By Lucas Vance firstname.lastname@example.org
March 1, 2014
RIDGEWAY — The Town of Winnsboro’s ongoing saga and search for a sustainable source of water continues.
During the recent intergovernmental meeting, Winnsboro Mayor Roger Gaddy requested access to the Corps of Engineers report regarding viable water sources in the county.
Believing the report would be completed in December 2013, Gaddy said he talked to interim County Administrator Milton Pope about the report and hopes it will be forthcoming.
In the meantime, the town has talked to SCE&G about pulling 1 million gallons out of Lake Monticello.
Gaddy noted that the town has secured some right-of-way, but there is still a lot of work to be done before installing a pipeline.
“If we can get some direction from them, the town would like to get that ball rolling,” he stated.
Gaddy is hopeful that the Corps of Engineers believes Lake Monticello is a viable option for water, so the Town of Winnsboro can save money currently being used to buy water from Columbia.
“We’re certainly anxious to get that, so we can get some direction and understanding which direction the town needs to go to get a reliable supply of water,” he said.
Several months ago, the town secured a water contract with Columbia to purchase 1 million gallons to help supply the county’s industrial park.
“It’s just that that Columbia water is a little more expensive and unfortunately that rate has to be passed along to folks,” Gaddy noted. “I’m not real thrilled about going back to do business with Columbia because they’ve been hard to deal with.”
According to Gaddy, the contract with Columbia is becoming costly and he would like to move ahead with the plans to secure a sustainable water source and provide water to possible industry moving in to the county.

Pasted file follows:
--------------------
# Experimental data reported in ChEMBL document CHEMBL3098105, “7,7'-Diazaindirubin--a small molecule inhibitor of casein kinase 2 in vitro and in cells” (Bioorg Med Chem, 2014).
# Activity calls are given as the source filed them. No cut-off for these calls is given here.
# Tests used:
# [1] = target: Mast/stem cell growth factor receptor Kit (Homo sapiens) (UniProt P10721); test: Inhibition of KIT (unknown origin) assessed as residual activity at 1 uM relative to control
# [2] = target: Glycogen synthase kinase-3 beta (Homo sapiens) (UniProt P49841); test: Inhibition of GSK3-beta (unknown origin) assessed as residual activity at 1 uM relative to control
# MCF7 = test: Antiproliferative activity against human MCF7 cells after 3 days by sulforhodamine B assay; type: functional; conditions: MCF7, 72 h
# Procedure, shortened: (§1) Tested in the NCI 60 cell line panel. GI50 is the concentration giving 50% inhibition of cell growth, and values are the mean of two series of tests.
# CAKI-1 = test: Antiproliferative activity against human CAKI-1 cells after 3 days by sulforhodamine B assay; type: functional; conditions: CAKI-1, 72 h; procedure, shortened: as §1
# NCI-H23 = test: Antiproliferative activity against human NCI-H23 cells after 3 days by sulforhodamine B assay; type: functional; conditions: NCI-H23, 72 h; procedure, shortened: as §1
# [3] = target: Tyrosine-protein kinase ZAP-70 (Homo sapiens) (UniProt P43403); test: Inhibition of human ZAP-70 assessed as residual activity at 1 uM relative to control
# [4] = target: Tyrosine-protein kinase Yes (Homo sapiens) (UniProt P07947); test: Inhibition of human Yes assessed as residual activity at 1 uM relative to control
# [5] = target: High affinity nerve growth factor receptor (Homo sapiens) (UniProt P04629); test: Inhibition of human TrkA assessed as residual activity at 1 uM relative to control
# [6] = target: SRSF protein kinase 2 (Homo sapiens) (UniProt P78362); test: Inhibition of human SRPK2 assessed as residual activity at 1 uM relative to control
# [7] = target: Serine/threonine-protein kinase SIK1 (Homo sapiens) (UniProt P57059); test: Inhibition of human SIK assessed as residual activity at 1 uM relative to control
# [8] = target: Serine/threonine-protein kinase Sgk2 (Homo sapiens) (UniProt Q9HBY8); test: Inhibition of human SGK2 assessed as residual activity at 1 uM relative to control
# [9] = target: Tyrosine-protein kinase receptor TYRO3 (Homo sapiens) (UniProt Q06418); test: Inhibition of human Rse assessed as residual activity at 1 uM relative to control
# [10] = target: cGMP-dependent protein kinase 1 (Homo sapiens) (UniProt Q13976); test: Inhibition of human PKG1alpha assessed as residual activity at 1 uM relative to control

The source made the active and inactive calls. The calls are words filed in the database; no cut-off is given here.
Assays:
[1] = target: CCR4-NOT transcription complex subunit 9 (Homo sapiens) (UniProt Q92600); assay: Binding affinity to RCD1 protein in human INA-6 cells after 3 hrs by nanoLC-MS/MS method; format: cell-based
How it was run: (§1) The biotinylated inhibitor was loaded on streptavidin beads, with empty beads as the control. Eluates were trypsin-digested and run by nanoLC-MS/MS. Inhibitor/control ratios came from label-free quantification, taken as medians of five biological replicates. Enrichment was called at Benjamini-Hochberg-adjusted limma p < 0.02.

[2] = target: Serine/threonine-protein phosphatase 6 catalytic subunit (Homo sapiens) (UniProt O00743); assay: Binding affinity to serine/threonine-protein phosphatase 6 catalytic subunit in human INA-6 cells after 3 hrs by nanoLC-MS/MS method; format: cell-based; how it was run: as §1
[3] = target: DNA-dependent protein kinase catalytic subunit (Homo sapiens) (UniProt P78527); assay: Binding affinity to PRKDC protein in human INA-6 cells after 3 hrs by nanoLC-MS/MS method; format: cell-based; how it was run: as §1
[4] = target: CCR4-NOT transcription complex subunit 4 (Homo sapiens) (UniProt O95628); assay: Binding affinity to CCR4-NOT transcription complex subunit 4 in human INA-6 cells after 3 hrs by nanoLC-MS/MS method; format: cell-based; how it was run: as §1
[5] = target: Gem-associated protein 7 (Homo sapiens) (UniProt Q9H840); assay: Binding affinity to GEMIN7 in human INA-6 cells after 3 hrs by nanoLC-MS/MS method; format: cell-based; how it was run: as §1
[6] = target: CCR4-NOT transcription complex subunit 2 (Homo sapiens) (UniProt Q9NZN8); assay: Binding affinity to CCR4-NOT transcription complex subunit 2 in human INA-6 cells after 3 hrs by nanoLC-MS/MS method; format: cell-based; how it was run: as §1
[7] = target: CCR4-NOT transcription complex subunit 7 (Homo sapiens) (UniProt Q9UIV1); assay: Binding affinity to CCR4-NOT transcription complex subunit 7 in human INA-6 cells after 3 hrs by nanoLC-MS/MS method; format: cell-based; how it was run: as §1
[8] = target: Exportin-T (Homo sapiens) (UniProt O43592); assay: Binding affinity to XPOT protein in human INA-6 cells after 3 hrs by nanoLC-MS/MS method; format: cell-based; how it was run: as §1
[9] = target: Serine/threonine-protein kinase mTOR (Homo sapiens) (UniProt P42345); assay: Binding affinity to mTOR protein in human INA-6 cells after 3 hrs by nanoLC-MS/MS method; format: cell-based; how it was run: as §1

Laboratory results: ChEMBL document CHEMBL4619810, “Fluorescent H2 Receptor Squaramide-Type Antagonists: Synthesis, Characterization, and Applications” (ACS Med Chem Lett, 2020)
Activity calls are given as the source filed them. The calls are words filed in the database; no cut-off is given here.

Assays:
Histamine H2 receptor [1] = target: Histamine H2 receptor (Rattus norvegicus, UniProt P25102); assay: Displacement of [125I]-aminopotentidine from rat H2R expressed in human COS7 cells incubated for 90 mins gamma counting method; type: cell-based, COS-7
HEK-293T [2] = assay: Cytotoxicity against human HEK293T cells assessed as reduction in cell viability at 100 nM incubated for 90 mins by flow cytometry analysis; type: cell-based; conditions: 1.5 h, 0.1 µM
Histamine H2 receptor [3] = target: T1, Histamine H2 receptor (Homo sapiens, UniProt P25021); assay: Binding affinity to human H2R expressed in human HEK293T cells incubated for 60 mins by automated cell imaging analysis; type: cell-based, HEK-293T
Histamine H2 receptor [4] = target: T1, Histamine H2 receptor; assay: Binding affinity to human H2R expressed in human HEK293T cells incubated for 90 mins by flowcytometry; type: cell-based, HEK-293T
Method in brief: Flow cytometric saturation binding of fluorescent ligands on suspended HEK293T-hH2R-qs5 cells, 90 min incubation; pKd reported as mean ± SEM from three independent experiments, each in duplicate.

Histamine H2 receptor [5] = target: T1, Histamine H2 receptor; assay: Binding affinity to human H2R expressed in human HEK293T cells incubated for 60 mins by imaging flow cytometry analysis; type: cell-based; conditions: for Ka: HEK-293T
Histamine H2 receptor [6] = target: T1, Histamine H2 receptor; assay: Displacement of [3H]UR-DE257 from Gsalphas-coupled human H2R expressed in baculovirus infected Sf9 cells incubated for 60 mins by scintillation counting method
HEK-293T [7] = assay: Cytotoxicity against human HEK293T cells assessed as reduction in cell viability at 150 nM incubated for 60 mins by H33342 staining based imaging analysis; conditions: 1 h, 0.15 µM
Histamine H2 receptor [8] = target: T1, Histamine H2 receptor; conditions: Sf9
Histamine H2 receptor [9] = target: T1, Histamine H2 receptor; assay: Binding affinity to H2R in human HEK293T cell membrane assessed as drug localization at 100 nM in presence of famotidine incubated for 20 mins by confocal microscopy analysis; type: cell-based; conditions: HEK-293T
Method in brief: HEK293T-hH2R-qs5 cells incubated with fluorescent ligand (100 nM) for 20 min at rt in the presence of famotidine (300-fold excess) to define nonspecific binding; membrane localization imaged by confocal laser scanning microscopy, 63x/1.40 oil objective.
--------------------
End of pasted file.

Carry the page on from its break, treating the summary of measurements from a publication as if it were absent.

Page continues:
“We’d like to get some preliminary reports from the corps of engineers so Winnsboro can begin to plan for the future,” he said. “Some of these industries use a lot of water and we’re going to have to be able to supply that to them.”
Winnsboro is in the process of having a permanent pump installed to push water to the industrial park as opposed to renting one, which is currently costing nearly $11,000 per month.
Wateree Construction out of Sumter won the bid for the contract to build the permanent water pump.
Town manager Don Wood noted that he recently signed the contracts and the pumps had been ordered.
Several developers in the Blythewood area have recently requested water from the Town of Winnsboro including a 500-lot development and another for 95 lots.
Gaddy said the town has had to deny service to those developments because there is not enough water in reserve.
“Our first responsibility is to the citizens of Winnsboro and Fairfield County,” he stated.
Gaddy noted that if the town went forward with supplying the additional Blythewood developments, they would have to build a new water tank near Blythewood. The new tank would cost nearly $1 million, which the town would plan to pass that cost along to the developers.